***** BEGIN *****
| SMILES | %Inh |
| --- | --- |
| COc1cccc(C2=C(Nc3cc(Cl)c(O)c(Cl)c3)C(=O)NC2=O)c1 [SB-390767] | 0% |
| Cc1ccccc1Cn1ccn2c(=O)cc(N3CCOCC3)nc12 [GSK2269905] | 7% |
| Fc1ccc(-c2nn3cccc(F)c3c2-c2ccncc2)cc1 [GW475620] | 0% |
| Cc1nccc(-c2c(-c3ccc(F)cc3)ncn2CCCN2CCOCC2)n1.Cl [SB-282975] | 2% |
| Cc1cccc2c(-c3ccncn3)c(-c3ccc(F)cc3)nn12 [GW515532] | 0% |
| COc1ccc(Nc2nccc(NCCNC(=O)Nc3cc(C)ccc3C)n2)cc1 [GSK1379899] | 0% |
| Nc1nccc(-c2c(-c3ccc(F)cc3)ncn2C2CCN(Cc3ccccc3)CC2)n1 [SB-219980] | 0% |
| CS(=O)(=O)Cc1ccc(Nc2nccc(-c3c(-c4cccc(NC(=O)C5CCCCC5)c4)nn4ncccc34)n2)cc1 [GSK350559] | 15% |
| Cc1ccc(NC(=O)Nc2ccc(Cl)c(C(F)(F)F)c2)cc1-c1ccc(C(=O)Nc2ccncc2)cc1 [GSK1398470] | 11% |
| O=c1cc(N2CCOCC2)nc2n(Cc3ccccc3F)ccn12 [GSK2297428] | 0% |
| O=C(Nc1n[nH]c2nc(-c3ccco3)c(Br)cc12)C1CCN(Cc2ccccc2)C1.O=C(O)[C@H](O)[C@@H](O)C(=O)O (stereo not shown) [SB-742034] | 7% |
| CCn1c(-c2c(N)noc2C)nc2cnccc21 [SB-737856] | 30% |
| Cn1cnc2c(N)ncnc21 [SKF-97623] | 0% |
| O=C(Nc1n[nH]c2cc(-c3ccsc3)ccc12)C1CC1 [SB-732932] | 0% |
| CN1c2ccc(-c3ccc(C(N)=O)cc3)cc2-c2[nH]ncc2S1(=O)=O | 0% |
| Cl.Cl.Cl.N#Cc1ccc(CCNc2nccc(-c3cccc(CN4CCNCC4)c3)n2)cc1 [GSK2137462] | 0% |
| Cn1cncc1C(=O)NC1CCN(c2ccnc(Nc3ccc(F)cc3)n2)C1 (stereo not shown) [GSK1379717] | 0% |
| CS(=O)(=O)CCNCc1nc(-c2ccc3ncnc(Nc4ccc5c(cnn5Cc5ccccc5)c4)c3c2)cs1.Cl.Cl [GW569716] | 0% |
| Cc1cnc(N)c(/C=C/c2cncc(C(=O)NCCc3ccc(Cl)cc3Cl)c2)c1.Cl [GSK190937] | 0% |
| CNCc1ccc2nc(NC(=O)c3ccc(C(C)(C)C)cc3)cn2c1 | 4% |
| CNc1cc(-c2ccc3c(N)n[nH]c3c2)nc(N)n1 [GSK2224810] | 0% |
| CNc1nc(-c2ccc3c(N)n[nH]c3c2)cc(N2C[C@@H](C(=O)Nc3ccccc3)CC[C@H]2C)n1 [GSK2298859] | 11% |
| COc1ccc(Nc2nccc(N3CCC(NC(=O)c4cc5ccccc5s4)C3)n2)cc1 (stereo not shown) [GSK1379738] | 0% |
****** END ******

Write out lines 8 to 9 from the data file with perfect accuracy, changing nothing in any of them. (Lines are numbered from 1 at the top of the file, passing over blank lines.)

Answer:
| COc1ccc(Nc2nccc(NCCNC(=O)Nc3cc(C)ccc3C)n2)cc1 [GSK1379899] | 0% |
| Nc1nccc(-c2c(-c3ccc(F)cc3)ncn2C2CCN(Cc3ccccc3)CC2)n1 [SB-219980] | 0% |